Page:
Community Connections & Resources
Please scroll down for:
Community Connections and website links
Recordings from our Leadership Conversation Series
Core Program References
Seasonal Reading Lists
Canadian Group Psychotherapy Foundation (CGPF)
CGPF promotes training, education and research in group psychotherapy.
They offer financial support to practitioners and students who wish to further their education, research or clinical practice in group psychotherapy, through a number of awards and scholarships.
American Group Psychotherapy Association (AGPA)
AGPA is a not-for-profit multi-disciplinary organization dedicated to enhancing the practice, theory and research of group psychotherapy. They provide global access to group psychotherapy education and professional development, research, and outreach services. They host an annual conference offering valuable learning opportunities for group leaders. A strong Canadian 'delegation’ attends the AGPA conference.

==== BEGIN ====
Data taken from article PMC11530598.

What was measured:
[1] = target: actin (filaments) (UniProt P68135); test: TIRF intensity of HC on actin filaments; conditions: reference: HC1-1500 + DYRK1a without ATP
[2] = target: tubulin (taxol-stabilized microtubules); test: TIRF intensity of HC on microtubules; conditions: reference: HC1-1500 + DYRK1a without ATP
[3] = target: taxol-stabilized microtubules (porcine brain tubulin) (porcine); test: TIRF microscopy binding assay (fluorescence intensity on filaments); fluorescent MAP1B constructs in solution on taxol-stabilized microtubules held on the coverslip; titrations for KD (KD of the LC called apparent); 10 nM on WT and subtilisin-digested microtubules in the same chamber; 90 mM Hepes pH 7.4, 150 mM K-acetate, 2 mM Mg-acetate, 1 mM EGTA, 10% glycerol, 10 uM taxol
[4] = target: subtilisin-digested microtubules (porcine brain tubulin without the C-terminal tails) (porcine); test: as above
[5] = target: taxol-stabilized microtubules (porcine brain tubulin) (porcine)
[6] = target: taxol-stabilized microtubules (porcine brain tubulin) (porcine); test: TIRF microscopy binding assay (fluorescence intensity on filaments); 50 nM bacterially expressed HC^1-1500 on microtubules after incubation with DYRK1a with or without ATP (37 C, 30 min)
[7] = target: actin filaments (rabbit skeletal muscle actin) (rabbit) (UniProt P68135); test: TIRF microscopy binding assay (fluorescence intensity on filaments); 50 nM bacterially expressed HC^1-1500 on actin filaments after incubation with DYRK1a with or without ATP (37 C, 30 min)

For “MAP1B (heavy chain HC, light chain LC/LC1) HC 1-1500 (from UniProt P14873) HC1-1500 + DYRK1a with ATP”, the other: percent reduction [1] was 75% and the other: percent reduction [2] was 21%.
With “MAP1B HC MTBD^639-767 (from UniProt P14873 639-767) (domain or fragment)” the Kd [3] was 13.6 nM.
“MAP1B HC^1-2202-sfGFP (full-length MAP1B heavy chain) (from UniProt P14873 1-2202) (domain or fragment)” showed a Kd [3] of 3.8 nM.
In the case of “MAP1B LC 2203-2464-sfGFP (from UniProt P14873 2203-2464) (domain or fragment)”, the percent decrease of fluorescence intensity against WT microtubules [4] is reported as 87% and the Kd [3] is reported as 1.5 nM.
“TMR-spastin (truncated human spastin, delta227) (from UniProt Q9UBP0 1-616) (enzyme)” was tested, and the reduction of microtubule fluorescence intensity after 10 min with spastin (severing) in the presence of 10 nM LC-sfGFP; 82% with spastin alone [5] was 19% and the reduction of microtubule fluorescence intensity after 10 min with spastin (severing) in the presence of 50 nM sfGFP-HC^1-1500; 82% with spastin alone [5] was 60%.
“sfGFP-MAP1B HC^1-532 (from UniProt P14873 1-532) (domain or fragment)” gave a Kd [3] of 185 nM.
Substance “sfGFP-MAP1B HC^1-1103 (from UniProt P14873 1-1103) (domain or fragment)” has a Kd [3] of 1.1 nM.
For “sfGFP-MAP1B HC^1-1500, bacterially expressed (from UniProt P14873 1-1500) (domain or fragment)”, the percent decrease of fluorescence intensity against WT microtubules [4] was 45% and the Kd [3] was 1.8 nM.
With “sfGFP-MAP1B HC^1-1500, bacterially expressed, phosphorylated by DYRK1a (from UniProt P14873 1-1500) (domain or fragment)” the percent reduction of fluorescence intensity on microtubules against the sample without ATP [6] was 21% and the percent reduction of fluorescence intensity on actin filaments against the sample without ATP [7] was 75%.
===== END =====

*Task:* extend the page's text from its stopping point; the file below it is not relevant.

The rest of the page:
International Association for Group Psychotherapy and Group Processes (IAGP)
IAGP is a worldwide network of professionals involved in the development and study of group psychotherapy and group process as applied to clinical practice, consultancy, education, scientific studies and socio-cultural settings. They meet annually for a conference and have multiple resources available online.
Psychotherapy Practice Research Network (PPRNet)
PPRNet is a Canada wide inter-disciplinary collaboration among psychotherapy clinicians, educators, researchers, knowledge users, and professional organizations. Their newsletter often includes timely and accessible updates regarding new group psychotherapy research.